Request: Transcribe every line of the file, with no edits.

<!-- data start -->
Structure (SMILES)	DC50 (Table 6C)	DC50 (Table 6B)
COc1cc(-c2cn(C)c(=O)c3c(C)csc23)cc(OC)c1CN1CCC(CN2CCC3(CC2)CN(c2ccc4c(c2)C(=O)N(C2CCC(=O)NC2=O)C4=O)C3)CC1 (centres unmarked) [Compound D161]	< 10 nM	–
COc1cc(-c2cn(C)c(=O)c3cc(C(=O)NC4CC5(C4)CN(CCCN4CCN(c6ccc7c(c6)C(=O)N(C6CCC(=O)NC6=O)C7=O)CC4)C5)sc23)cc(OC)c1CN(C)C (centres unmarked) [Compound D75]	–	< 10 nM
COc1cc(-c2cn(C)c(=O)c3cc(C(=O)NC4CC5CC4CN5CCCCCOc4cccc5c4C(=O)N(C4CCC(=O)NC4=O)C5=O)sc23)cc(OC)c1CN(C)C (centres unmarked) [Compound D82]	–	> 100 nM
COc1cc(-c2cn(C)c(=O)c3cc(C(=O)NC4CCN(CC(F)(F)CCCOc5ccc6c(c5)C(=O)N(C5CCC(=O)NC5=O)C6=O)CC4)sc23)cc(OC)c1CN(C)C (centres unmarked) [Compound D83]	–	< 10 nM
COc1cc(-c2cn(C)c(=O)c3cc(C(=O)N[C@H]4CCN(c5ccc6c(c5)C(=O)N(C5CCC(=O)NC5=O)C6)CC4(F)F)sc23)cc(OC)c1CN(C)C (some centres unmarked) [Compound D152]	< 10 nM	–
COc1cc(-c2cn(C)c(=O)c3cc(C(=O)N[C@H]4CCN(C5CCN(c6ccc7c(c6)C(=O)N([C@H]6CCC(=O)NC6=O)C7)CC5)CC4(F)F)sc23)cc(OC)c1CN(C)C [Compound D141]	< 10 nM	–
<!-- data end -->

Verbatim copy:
Structure (SMILES)	DC50 (Table 6C)	DC50 (Table 6B)
COc1cc(-c2cn(C)c(=O)c3c(C)csc23)cc(OC)c1CN1CCC(CN2CCC3(CC2)CN(c2ccc4c(c2)C(=O)N(C2CCC(=O)NC2=O)C4=O)C3)CC1 (centres unmarked) [Compound D161]	< 10 nM	–
COc1cc(-c2cn(C)c(=O)c3cc(C(=O)NC4CC5(C4)CN(CCCN4CCN(c6ccc7c(c6)C(=O)N(C6CCC(=O)NC6=O)C7=O)CC4)C5)sc23)cc(OC)c1CN(C)C (centres unmarked) [Compound D75]	–	< 10 nM
COc1cc(-c2cn(C)c(=O)c3cc(C(=O)NC4CC5CC4CN5CCCCCOc4cccc5c4C(=O)N(C4CCC(=O)NC4=O)C5=O)sc23)cc(OC)c1CN(C)C (centres unmarked) [Compound D82]	–	> 100 nM
COc1cc(-c2cn(C)c(=O)c3cc(C(=O)NC4CCN(CC(F)(F)CCCOc5ccc6c(c5)C(=O)N(C5CCC(=O)NC5=O)C6=O)CC4)sc23)cc(OC)c1CN(C)C (centres unmarked) [Compound D83]	–	< 10 nM
COc1cc(-c2cn(C)c(=O)c3cc(C(=O)N[C@H]4CCN(c5ccc6c(c5)C(=O)N(C5CCC(=O)NC5=O)C6)CC4(F)F)sc23)cc(OC)c1CN(C)C (some centres unmarked) [Compound D152]	< 10 nM	–
COc1cc(-c2cn(C)c(=O)c3cc(C(=O)N[C@H]4CCN(C5CCN(c6ccc7c(c6)C(=O)N([C@H]6CCC(=O)NC6=O)C7)CC5)CC4(F)F)sc23)cc(OC)c1CN(C)C [Compound D141]	< 10 nM	–